Goldfish or Carassius autatus have been great household pets for generations. We thank them for that. Native to East and Central Asia, goldfish can live in a variety of habitats, adapt to poor water conditions and have a wide range of dietary options. While these characteristics may be helpful for the pet owner, the goldfishes' ability to adapt makes them highly invasive. When introduced to our watersheds, a variety of direct negative impacts follow.
How are goldfish ending up in local watersheds across the country you might ask? It is more common than one may think. This cute, lovable, pet lives approximately six to seven years but have been known to live up to 30. So what happens when a family moves or a child gets bored? Many times the fish is brought to a local pond and "released."
A study surveying 2,000 teachers in 10 states revealed that one in four teachers who utilize live animals in the classroom release the species in the wild many of which are invasive . Other means of introducing this invasive species include aquaculture, live seafood, live bait, fish vessels, forage and the aquarium trade.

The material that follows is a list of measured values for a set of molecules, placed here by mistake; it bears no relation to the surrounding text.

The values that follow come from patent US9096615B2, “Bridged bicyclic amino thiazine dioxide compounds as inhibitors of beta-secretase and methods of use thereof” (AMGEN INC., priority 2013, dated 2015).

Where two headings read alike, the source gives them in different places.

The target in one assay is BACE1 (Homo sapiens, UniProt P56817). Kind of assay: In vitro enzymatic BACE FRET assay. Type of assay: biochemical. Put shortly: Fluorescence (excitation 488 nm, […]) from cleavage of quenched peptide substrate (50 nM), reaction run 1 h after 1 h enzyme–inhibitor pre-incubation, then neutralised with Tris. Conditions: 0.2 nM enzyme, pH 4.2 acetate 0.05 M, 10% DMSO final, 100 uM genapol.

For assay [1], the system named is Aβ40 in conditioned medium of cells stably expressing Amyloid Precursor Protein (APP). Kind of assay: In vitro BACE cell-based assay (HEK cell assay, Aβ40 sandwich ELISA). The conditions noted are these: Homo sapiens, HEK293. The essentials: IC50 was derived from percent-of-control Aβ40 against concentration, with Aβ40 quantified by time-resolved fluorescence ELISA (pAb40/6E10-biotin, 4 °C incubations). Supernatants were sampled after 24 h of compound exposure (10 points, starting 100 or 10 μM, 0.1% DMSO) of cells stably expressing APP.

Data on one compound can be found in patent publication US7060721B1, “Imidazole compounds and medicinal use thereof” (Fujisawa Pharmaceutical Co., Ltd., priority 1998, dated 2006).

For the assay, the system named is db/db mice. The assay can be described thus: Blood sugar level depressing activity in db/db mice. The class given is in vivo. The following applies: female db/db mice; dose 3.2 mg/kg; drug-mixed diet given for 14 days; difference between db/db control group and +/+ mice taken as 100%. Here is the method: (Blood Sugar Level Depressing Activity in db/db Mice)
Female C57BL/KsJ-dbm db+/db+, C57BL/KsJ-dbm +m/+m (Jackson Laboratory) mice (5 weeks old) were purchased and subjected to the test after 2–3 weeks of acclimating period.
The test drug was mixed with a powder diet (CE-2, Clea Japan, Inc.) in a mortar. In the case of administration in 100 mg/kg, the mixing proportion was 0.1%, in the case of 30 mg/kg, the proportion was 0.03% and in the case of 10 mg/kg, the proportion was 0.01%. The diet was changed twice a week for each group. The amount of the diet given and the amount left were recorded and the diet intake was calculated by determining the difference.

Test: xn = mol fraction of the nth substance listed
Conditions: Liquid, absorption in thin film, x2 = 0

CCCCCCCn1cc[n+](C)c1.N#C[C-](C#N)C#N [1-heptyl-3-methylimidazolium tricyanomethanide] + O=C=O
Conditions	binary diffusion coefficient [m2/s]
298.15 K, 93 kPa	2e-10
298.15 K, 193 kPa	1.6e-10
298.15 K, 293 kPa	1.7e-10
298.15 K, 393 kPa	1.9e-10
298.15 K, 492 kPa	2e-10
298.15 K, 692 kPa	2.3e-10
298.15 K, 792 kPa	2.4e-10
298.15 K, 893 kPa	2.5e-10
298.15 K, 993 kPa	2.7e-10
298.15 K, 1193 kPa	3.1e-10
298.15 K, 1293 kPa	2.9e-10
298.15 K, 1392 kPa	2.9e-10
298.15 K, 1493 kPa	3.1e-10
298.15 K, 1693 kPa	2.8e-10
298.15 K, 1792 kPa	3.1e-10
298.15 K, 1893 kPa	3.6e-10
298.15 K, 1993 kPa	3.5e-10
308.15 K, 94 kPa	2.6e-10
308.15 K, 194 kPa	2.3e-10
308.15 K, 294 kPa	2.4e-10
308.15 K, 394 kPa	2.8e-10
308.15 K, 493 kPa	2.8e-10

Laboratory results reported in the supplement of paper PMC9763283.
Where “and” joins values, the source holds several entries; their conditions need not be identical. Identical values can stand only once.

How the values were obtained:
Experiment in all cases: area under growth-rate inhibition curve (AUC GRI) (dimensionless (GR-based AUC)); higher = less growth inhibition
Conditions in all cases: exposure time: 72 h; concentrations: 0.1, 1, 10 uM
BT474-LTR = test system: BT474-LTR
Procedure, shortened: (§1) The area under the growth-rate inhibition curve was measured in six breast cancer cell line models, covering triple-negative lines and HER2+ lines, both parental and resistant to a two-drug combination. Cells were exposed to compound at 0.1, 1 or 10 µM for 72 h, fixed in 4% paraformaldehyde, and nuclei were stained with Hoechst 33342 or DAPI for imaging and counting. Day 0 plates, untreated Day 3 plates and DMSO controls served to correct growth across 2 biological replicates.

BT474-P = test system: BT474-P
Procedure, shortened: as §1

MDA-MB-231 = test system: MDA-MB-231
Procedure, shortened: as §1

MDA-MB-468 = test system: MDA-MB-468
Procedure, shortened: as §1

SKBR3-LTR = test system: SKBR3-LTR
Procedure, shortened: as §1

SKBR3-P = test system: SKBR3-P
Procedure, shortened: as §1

Goldfish have been reported in every state excluding Alaska and maintain reproducing populations in at least 45 states. Many of us have heard about the recent discovery of more than 15 "gigantic goldfish" in Lake Tahoe this past February. These fish were 1.5 feet long and 4.2 pounds.
Goldfish when removed from the in-home tank cause harm to native species and ecosystems. For example, goldfish excrete nutrients that cause algal blooms and result in muddy water conditions. They also consume and compete with native species while taking a toll on native wildlife as a whole. This is why some places around the country are considering banning goldfish from pet stores, making it illegal to bring them in from other states, or are developing hotlines to report dump sightings.
So what can we do to ensure we don't end up with another invasive species in the foothills? Instead of "releasing" or dumping your pet goldfish outside in your local waterways, you can take them to your local pet stores. Additionally, teachers can contact the California Department of Fish and Wildlife to raise a trout in their classroom and later release it into an appropriate body of water. Schools can incorporate discussions about invasive species into their curriculums and we can share this information with our community.
Please feel free to contact the Chowchilla Fresno River Watershed Coordinator to learn what pet stores will accept returned goldfish in your area, to learn more about raising a trout in the classroom or to have us speak about this and/or other watershed related topics at your school or community group.
Brittany Dyer is the assistant watershed coordinator with the Central Sierra Watershed Committee Chowchilla / Fresno Rivers Watershed. email@example.com.